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The economic consequences of legal behaviour

Mar 20,2024 - Last updated at Mar 20,2024

NEW YORK — The way people navigate traffic can tell us a lot about their respective cultures. Recently, while walking to my office in midtown Manhattan, I stopped at a red light when an elderly woman with a walking stick caught my attention as she cautiously looked both left and right. When she saw that no car was close enough to hit her, assuming they adhered to New York’s speed-limit laws, she gave me a puzzled look and crossed the street. I must admit, I felt a bit foolish.

Such an incident would be unthinkable in Japan. Years ago, on the first night of a weeklong visit to Tokyo, my young, jet-lagged children, who had lived only in India and the United States, were amazed by the law-abiding Japanese. Peering out of our apartment window at midnight, they observed a man standing alone at a crosswalk. Even with no cars in sight, he waited patiently for the light to turn green.

While these normative differences may seem trivial, societal attitudes towards the law can significantly affect a country’s economic performance. Whereas the New Yorker’s actions could be interpreted as aligning with the spirit of the law, the Tokyo pedestrian adhered to its letter.

A system that emphasises the spirit of the law gives individuals discretionary power, leading to potential misuse or abuse. When individuals have latitude to decide how to behave, they might, for example, choose to disrupt traffic. This is evident in the streets of New York and, to a greater extent, in my hometown of Kolkata (formerly Calcutta). While the city is gradually adopting the Western model, during my youth Kolkata was a pedestrian’s paradise, where crossing the street required no more than a simple hand gesture.

It is crucial to understand the strengths and weaknesses of both systems. Japan’s remarkable transformation from a low-income economy to one of the world’s richest countries can be partly attributed to its law-abiding culture. Adherence to the letter of the law fosters better organization, which fuels economic growth and overall development. Consider, for example, an orchestra: Without a conductor to guide them, the musicians onstage may still make music, but it would not be the Salzburg Opera.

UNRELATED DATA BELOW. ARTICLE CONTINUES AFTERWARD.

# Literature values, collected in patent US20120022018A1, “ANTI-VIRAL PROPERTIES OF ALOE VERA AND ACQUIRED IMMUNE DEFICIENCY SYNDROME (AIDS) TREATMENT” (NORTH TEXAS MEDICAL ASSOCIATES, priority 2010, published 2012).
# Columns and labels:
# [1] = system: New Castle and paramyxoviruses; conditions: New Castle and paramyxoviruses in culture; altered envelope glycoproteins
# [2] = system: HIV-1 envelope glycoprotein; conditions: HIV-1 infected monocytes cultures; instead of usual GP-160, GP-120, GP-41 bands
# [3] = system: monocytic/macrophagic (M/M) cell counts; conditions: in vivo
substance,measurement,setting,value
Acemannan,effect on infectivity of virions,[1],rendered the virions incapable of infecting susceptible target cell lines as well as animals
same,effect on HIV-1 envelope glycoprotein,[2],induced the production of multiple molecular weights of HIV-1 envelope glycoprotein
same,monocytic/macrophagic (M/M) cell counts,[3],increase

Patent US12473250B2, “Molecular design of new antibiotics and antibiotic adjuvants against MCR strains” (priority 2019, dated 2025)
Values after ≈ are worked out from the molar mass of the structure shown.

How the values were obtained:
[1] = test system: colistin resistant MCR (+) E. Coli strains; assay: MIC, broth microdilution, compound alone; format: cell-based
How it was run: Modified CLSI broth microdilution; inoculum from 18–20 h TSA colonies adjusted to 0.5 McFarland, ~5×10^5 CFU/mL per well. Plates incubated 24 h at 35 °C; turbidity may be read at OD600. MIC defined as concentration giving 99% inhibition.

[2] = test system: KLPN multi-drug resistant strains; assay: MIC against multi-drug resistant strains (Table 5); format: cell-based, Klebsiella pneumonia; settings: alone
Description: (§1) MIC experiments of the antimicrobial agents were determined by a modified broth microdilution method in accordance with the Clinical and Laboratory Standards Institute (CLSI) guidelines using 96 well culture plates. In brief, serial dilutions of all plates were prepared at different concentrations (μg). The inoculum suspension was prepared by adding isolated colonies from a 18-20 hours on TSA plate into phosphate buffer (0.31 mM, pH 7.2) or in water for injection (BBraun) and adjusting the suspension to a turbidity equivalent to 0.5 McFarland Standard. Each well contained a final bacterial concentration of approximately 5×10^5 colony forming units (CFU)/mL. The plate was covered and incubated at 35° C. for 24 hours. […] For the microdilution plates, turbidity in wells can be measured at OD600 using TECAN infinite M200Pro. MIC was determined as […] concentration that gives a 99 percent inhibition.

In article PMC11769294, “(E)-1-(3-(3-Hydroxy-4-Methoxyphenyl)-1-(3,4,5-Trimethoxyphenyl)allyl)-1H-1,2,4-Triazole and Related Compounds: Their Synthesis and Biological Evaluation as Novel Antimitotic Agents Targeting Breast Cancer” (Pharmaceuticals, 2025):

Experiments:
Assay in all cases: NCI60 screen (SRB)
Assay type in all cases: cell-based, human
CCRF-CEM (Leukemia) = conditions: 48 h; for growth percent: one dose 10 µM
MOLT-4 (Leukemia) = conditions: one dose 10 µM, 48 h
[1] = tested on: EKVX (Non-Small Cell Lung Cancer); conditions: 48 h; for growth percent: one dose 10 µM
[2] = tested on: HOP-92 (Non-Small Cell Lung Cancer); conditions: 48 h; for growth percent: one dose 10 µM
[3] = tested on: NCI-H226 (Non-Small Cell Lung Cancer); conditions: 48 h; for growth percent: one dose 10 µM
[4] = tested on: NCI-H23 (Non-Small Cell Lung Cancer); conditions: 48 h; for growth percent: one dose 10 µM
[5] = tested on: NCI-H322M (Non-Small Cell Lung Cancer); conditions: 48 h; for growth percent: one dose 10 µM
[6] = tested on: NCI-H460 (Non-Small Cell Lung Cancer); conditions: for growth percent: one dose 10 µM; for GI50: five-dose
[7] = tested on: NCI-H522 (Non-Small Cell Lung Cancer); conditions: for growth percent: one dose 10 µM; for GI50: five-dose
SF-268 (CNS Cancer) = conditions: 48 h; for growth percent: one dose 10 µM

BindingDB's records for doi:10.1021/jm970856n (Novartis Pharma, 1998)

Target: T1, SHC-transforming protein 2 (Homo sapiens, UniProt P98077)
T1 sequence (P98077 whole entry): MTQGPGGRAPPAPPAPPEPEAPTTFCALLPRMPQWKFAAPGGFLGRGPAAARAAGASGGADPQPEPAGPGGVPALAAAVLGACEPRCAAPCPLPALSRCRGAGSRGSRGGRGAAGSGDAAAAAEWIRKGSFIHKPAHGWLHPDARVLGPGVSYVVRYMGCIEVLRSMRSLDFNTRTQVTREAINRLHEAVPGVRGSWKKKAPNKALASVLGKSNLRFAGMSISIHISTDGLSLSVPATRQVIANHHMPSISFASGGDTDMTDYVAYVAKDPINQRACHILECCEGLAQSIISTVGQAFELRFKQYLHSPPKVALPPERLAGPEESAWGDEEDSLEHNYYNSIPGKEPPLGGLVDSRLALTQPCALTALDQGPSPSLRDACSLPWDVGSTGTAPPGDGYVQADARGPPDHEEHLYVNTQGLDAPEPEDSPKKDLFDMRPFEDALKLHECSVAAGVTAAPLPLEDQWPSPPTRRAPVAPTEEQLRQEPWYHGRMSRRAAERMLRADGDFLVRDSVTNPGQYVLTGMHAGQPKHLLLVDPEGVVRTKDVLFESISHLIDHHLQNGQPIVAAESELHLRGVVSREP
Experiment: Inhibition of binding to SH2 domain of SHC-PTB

The same is true for many other aspects of daily life. In a 2002 paper I co-authored with Jörgen Weibull, we argued that punctuality is not a genetic trait but a behaviour cultivated through coordination. Sticking to a fixed schedule becomes valuable when everyone is expected to do so. It is reminiscent of the stag hunt game described by Jean-Jacques Rousseau in his “Discourse on Inequality”, in which two hunters could kill a stag by cooperating but only a hare if they go it alone. Contemporary Japan is known for its fastidious culture of punctuality. What is overlooked is that, barely a hundred years ago, Japan was known for its sloppiness with respect to time. Japan’s ascent coincided with normative transformation from tardiness to punctuality.

Sociologists have emphasised the crucial role of social and institutional embeddedness in driving economic development. Simply put, in addition to its trade, fiscal, and monetary policies, Japan’s remarkable rise over the past century has been facilitated by a social transformation which enabled its economy to grow at an unprecedented rate.

Nevertheless, the New York model, where individuals are given leeway to interpret the law, has its merits. After all, pedestrian traffic lights are designed to facilitate the smooth flow of traffic and occasionally allow pedestrians to cross. When the road is empty, ignoring the red light does not run counter to the law’s purpose. It facilitates what economists refer to as a Pareto improvement, whereby some people are better off without hurting anybody else’s well-being.

While enacting laws that accommodate every individual’s unique circumstances and preferences is not feasible, leaving laws open to some degree of individual interpretation can encourage creativity and enhance efficiency. This approach, which cultivates a culture conducive to technological and artistic innovation, has enabled the United States to become the world’s growth engine and magnet for talent.

To be sure, attempting to bring about a normative transition from adherence to the letter of the law to realising its spirit could backfire, producing cacophony in the proverbial orchestra pit. Economists and legal scholars can play a crucial role in facilitating such a shift while mitigating potential risks. This cannot be achieved through precise policy prescription, that would in fact be self-contradictory. The key to achieving this is in the realm of ideas that John Maynard Keynes emphasised. We need to be aware of the two distinct modes of law enforcement, and, despite the risks, the surprising advantages of moving from following the letter of the law to the spirit.

As the British conductor Charles Hazlewood observed, for good music you need individual musicians to follow the conductor’s instructions exactly. Great music, however, relies on “trust” and “personal freedom for the members of the orchestra”. They need space for judgment and creativity.


Copyright: Project Syndicate, 2024.

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